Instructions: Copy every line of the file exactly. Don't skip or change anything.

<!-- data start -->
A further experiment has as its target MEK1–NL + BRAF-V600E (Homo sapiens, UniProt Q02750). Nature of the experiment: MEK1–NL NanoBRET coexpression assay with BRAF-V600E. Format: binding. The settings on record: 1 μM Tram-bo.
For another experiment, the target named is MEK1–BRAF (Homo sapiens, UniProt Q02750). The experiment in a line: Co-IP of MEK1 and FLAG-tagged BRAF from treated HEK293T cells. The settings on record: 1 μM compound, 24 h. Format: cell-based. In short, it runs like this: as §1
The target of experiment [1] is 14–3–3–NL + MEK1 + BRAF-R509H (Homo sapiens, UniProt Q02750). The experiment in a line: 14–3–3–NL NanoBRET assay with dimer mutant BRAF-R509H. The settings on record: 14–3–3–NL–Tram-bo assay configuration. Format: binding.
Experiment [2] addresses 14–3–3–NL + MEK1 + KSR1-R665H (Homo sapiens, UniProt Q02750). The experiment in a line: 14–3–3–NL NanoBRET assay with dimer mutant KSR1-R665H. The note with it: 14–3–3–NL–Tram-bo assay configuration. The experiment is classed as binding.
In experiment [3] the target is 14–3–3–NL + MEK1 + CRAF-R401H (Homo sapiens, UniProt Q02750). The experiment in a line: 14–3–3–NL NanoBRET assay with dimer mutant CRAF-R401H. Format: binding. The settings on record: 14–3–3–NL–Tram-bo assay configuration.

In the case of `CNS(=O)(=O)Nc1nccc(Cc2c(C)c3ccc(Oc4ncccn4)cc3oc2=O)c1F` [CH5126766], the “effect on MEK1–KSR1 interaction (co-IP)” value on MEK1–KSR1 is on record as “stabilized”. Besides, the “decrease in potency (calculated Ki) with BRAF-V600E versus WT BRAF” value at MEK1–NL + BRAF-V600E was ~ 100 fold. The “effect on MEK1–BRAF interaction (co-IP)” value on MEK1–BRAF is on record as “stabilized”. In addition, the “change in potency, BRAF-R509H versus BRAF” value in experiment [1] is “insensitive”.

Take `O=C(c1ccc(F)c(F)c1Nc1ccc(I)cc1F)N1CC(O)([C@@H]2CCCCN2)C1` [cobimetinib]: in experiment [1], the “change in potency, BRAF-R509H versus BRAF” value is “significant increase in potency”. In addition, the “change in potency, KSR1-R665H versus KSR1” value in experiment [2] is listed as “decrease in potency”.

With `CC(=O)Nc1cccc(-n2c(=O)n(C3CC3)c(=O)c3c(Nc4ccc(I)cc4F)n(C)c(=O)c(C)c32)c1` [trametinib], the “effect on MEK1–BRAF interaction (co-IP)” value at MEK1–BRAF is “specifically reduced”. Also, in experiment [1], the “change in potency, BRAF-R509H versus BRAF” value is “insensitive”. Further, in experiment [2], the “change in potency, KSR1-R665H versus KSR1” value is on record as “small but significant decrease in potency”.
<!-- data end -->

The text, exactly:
A further experiment has as its target MEK1–NL + BRAF-V600E (Homo sapiens, UniProt Q02750). Nature of the experiment: MEK1–NL NanoBRET coexpression assay with BRAF-V600E. Format: binding. The settings on record: 1 μM Tram-bo.
For another experiment, the target named is MEK1–BRAF (Homo sapiens, UniProt Q02750). The experiment in a line: Co-IP of MEK1 and FLAG-tagged BRAF from treated HEK293T cells. The settings on record: 1 μM compound, 24 h. Format: cell-based. In short, it runs like this: as §1
The target of experiment [1] is 14–3–3–NL + MEK1 + BRAF-R509H (Homo sapiens, UniProt Q02750). The experiment in a line: 14–3–3–NL NanoBRET assay with dimer mutant BRAF-R509H. The settings on record: 14–3–3–NL–Tram-bo assay configuration. Format: binding.
Experiment [2] addresses 14–3–3–NL + MEK1 + KSR1-R665H (Homo sapiens, UniProt Q02750). The experiment in a line: 14–3–3–NL NanoBRET assay with dimer mutant KSR1-R665H. The note with it: 14–3–3–NL–Tram-bo assay configuration. The experiment is classed as binding.
In experiment [3] the target is 14–3–3–NL + MEK1 + CRAF-R401H (Homo sapiens, UniProt Q02750). The experiment in a line: 14–3–3–NL NanoBRET assay with dimer mutant CRAF-R401H. Format: binding. The settings on record: 14–3–3–NL–Tram-bo assay configuration.

In the case of `CNS(=O)(=O)Nc1nccc(Cc2c(C)c3ccc(Oc4ncccn4)cc3oc2=O)c1F` [CH5126766], the “effect on MEK1–KSR1 interaction (co-IP)” value on MEK1–KSR1 is on record as “stabilized”. Besides, the “decrease in potency (calculated Ki) with BRAF-V600E versus WT BRAF” value at MEK1–NL + BRAF-V600E was ~ 100 fold. The “effect on MEK1–BRAF interaction (co-IP)” value on MEK1–BRAF is on record as “stabilized”. In addition, the “change in potency, BRAF-R509H versus BRAF” value in experiment [1] is “insensitive”.

Take `O=C(c1ccc(F)c(F)c1Nc1ccc(I)cc1F)N1CC(O)([C@@H]2CCCCN2)C1` [cobimetinib]: in experiment [1], the “change in potency, BRAF-R509H versus BRAF” value is “significant increase in potency”. In addition, the “change in potency, KSR1-R665H versus KSR1” value in experiment [2] is listed as “decrease in potency”.

With `CC(=O)Nc1cccc(-n2c(=O)n(C3CC3)c(=O)c3c(Nc4ccc(I)cc4F)n(C)c(=O)c(C)c32)c1` [trametinib], the “effect on MEK1–BRAF interaction (co-IP)” value at MEK1–BRAF is “specifically reduced”. Also, in experiment [1], the “change in potency, BRAF-R509H versus BRAF” value is “insensitive”. Further, in experiment [2], the “change in potency, KSR1-R665H versus KSR1” value is on record as “small but significant decrease in potency”.